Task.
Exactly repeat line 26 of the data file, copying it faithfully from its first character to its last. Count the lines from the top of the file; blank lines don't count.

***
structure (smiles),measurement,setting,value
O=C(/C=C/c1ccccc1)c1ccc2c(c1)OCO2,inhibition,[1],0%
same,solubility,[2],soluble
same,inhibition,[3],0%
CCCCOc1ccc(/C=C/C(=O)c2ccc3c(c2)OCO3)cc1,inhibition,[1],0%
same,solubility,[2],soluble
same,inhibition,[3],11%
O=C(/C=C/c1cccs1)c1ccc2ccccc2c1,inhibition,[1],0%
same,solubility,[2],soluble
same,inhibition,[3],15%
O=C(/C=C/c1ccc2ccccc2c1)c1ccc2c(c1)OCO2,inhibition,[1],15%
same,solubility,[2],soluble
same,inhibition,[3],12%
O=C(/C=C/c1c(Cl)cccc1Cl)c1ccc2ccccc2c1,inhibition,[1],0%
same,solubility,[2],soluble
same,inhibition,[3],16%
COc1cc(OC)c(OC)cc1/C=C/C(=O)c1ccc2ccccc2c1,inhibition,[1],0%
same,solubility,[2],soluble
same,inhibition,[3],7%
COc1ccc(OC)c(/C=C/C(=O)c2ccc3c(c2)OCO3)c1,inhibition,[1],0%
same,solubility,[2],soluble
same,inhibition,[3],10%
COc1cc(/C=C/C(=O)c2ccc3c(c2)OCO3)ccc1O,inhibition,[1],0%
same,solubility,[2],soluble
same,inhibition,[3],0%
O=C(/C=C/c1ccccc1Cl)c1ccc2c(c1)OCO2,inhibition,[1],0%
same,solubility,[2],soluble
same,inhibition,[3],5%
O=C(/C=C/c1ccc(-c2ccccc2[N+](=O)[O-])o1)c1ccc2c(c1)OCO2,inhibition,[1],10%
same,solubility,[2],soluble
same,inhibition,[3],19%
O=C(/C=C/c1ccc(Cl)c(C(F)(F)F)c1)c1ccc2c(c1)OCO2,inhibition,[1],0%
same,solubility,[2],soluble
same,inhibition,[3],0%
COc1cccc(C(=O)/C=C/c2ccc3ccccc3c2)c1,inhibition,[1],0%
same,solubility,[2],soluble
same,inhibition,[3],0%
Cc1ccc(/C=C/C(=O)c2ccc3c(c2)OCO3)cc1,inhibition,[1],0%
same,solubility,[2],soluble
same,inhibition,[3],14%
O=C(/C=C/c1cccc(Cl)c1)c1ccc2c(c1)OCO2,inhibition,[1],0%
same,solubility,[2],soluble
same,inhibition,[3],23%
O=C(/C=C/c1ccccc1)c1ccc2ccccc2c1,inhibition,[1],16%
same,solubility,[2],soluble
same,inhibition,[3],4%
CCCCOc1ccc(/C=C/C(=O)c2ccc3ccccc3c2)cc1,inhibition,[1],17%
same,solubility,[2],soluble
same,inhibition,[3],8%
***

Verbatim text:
O=C(/C=C/c1ccccc1Cl)c1ccc2c(c1)OCO2,inhibition,[1],0%